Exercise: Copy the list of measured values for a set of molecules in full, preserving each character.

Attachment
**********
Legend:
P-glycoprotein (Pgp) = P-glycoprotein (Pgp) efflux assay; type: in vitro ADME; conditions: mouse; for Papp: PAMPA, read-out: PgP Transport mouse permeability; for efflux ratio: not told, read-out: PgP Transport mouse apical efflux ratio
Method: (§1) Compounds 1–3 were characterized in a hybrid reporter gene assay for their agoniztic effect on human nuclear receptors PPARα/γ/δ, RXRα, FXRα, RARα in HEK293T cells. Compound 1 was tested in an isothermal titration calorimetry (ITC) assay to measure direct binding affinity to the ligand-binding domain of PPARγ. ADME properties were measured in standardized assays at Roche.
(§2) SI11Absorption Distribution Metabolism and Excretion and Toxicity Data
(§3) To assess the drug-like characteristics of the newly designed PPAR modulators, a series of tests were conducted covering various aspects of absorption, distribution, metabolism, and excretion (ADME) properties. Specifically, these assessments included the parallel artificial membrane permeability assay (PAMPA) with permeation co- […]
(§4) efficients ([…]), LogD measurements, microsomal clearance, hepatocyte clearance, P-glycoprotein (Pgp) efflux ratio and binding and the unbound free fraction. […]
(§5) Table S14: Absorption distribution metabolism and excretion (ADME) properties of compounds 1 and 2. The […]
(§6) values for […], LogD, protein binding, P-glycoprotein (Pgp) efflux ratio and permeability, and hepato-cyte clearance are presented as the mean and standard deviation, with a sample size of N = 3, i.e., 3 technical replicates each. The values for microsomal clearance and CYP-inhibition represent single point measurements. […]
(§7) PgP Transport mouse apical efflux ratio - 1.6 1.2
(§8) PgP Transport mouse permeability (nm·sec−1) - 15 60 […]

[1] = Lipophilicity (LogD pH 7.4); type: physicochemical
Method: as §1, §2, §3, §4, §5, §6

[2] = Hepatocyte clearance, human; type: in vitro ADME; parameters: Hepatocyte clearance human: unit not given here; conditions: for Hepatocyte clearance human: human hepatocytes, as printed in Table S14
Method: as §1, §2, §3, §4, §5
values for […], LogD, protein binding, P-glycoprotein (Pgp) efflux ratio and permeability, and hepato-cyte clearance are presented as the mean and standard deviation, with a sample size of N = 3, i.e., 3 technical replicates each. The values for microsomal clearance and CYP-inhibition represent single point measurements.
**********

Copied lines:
Legend:
P-glycoprotein (Pgp) = P-glycoprotein (Pgp) efflux assay; type: in vitro ADME; conditions: mouse; for Papp: PAMPA, read-out: PgP Transport mouse permeability; for efflux ratio: not told, read-out: PgP Transport mouse apical efflux ratio
Method: (§1) Compounds 1–3 were characterized in a hybrid reporter gene assay for their agoniztic effect on human nuclear receptors PPARα/γ/δ, RXRα, FXRα, RARα in HEK293T cells. Compound 1 was tested in an isothermal titration calorimetry (ITC) assay to measure direct binding affinity to the ligand-binding domain of PPARγ. ADME properties were measured in standardized assays at Roche.
(§2) SI11Absorption Distribution Metabolism and Excretion and Toxicity Data
(§3) To assess the drug-like characteristics of the newly designed PPAR modulators, a series of tests were conducted covering various aspects of absorption, distribution, metabolism, and excretion (ADME) properties. Specifically, these assessments included the parallel artificial membrane permeability assay (PAMPA) with permeation co- […]
(§4) efficients ([…]), LogD measurements, microsomal clearance, hepatocyte clearance, P-glycoprotein (Pgp) efflux ratio and binding and the unbound free fraction. […]
(§5) Table S14: Absorption distribution metabolism and excretion (ADME) properties of compounds 1 and 2. The […]
(§6) values for […], LogD, protein binding, P-glycoprotein (Pgp) efflux ratio and permeability, and hepato-cyte clearance are presented as the mean and standard deviation, with a sample size of N = 3, i.e., 3 technical replicates each. The values for microsomal clearance and CYP-inhibition represent single point measurements. […]
(§7) PgP Transport mouse apical efflux ratio - 1.6 1.2
(§8) PgP Transport mouse permeability (nm·sec−1) - 15 60 […]

[1] = Lipophilicity (LogD pH 7.4); type: physicochemical
Method: as §1, §2, §3, §4, §5, §6

[2] = Hepatocyte clearance, human; type: in vitro ADME; parameters: Hepatocyte clearance human: unit not given here; conditions: for Hepatocyte clearance human: human hepatocytes, as printed in Table S14
Method: as §1, §2, §3, §4, §5
values for […], LogD, protein binding, P-glycoprotein (Pgp) efflux ratio and permeability, and hepato-cyte clearance are presented as the mean and standard deviation, with a sample size of N = 3, i.e., 3 technical replicates each. The values for microsomal clearance and CYP-inhibition represent single point measurements.